Trying to use 2 Jrk24v13 to closed loop speed match 2 motors


I am building a differential drive robot. I bought (2) Jrk24v13 controllers and (2) 37Dx68L gear motors figuring I could have feedback accurately controlling the speed of each motor.

All of the settings for the motors are exactly the same. So I was assuming that when given the same target number input that I would get matching rpm out of the motors. (For when the robot drives straight I need both wheels to rotate at relatively the same speed)

But they are not. One motor is drawing double the current and visibly rotating faster. (No load)
I would think since the encoders are mechanically the same, even if one motor was tighter
that the controller would overcome that with current and make it the correct speed. (But it is not!)

Values I am using on both Jrk:
Pulse Timing
3 MHz
100 ms
4 pulse samples
64 Frequency Divider
range from this is 71Hz to 2.86kHz and the motor calculates to be 2640 pulse freq
PID is 20/0/100 for both
PID Period is 30 for both

Using an oscilloscope on both motors FBT pins I matched up the square wave freq by adjusting the calibration fields on the faster motor and now have both motors close to the same speed. But not perfect and still not how I thought closed loop speed should work. What happens when motor wears in more? what happens when I have to replace the motor that breaks with a new one?

Any help would be greatly appreciated!!




To start, I think it would be good to assess the no-load performance of your motors to make sure they are within the expected ranges. Which specific motors do you have (i.e. what are the product numbers), and what is your power supply? Can you power them directly from your power supply with no load and tell me their free-run currents and speeds? You can use a multimeter to measure the current draw, and you can measure the speed by hooking your oscilloscope up to the encoder outputs.

Separately, I suspect that your PID constants are not tuned that well. For example, it looks like you do not have an integral term, and the integral term is the primary one you want to use for closed-loop speed control. Can you tell me how you determined those constants? If you look at the graphs in the Jrk configuration utility, is the scaled feedback actually getting to the target? Can you post some screenshots showing these lines?



Sorry I missed that detail! It’s the 30:1 4752 motor.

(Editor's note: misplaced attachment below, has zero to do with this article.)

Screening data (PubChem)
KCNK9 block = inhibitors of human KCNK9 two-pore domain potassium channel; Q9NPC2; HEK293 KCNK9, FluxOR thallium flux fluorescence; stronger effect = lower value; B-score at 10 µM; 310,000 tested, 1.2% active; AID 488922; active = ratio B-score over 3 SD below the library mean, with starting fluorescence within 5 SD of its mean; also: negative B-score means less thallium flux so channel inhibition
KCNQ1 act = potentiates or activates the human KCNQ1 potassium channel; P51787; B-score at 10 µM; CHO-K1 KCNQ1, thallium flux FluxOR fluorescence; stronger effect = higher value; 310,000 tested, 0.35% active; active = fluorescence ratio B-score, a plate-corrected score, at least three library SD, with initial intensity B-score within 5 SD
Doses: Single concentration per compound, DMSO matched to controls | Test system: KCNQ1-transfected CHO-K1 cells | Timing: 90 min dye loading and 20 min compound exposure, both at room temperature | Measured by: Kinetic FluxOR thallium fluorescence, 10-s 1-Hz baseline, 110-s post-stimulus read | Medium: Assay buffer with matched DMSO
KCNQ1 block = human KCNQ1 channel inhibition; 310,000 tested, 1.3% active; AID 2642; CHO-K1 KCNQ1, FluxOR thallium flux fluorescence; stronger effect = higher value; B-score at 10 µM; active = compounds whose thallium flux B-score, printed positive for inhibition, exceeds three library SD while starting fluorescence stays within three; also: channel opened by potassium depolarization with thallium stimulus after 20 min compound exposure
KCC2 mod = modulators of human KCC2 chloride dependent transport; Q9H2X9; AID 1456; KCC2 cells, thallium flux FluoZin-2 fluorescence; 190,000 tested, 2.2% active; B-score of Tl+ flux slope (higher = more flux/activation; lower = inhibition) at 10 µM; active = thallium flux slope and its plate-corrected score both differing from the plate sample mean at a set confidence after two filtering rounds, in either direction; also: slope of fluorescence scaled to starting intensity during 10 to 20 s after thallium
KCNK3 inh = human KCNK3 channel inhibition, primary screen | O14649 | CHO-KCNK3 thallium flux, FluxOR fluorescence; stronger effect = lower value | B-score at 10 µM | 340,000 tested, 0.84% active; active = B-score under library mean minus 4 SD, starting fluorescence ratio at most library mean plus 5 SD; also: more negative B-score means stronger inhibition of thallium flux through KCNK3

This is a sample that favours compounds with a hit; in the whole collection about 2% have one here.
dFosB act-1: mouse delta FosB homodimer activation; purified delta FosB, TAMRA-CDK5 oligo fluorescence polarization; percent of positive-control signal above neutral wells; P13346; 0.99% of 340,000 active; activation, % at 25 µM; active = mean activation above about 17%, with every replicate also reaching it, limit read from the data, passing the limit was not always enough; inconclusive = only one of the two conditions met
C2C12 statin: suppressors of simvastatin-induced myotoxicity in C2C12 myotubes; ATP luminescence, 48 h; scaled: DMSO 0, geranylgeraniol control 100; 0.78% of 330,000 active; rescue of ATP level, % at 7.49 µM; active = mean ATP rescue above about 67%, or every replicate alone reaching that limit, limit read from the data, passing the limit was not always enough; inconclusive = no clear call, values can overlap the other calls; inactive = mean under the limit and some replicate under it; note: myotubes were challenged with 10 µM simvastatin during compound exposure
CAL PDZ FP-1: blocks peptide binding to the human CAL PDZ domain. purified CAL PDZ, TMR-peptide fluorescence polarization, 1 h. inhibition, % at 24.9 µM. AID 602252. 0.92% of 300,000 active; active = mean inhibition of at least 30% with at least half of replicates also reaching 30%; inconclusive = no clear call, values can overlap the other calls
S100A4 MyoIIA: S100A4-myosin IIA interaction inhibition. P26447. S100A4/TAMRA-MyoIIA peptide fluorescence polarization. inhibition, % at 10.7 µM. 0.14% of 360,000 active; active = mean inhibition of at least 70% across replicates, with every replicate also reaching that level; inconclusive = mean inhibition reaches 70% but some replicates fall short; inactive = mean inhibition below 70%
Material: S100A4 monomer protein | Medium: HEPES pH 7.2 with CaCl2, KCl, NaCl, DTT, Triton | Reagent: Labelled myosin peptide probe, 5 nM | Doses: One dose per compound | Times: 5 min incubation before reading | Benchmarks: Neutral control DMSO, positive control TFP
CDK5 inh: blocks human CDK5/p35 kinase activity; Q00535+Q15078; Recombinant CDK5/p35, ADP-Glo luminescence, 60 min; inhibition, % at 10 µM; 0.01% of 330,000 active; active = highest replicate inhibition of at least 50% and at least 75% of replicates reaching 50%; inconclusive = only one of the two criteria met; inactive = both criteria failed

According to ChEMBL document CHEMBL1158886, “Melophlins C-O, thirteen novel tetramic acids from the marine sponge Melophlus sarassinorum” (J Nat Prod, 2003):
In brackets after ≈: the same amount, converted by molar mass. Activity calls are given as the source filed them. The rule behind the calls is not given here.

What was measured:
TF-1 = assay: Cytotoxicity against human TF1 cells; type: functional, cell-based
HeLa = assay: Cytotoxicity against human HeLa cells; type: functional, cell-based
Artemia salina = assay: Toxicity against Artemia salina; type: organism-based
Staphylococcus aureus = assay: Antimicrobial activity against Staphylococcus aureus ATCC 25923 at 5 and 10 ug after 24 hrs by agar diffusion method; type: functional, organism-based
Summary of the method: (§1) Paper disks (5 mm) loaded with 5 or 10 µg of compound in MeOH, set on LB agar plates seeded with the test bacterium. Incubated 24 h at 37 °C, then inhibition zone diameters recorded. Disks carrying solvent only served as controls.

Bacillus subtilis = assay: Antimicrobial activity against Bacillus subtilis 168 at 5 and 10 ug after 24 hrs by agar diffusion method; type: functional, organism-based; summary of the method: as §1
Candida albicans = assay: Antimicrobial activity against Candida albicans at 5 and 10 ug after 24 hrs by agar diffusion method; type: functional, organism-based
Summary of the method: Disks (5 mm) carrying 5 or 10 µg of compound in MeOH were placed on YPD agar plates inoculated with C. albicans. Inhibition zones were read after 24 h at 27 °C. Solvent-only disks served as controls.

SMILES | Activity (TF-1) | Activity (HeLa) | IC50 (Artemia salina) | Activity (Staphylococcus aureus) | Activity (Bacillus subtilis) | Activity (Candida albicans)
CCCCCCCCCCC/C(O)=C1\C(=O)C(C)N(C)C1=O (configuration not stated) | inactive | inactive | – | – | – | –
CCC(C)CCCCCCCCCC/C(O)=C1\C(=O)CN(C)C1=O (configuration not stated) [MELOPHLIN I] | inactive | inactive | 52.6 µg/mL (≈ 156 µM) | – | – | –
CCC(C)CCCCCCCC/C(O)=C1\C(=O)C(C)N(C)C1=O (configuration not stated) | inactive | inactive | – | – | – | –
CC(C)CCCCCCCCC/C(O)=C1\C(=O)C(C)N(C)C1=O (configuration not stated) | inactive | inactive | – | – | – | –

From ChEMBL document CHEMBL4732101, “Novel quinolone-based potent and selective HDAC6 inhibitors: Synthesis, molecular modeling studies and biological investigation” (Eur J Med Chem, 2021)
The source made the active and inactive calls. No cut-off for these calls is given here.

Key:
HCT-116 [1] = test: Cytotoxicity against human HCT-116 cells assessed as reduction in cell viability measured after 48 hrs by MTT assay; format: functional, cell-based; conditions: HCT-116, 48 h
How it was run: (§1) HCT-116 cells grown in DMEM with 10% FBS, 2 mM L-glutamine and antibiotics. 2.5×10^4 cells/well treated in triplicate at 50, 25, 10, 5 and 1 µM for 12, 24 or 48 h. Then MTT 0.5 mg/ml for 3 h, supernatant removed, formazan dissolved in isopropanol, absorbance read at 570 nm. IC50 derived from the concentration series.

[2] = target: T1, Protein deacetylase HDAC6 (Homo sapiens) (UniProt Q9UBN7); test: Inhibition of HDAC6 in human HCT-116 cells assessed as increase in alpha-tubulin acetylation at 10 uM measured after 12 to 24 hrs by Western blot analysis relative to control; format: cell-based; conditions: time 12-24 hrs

I am using a bench top power supply. 30v/3A
I am running everything at 12v.

Motor 1: .231 A; FBT freq 2.99kHz
Motor 2: .185 A; FBT freq 3.01kHz

The integral term did nothing but add oscillation to the motor.
Yes it is achieving the target. Error at max is less that 20 ticks. (not sure what to call the 0 to 4095 input)

I can follow with pics if still necessary.

It seems like I want to demand the FBT freq. If both motors were kept at same freq then the end result would be an identical speed. (which I want :slight_smile:)


Hello, David.

It sounds like your motors run at almost exactly the same speed when powered directly from your bench top supply.

The problem likely has to do with your PID tuning causing unpredictable behavior. It is very surprising that your system has such a low error with those PID settings. The integral coefficient is the most important term in a velocity control routine, and you should not need a derivative coefficient at all.

I would apply the same settings to the two Jrks and see how it works if you only use the integral term (set the other coefficients to zero). When it is working well, you should not see a difference between your two motors. If you continue to have trouble, can you post your Jrk settings file and screenshots showing the target and scaled feedback graphs for both motors?



The motor just oscillates with any number in I only.

See linked video

I term only oscillating

It looks like you might have set an acceleration limit for the motor. Can you try eliminating that? Looking at the duty cycle and duty cycle target graphs might be a good way to see that.

Also, please keep in mind that you might need an integral coefficient that is less then one.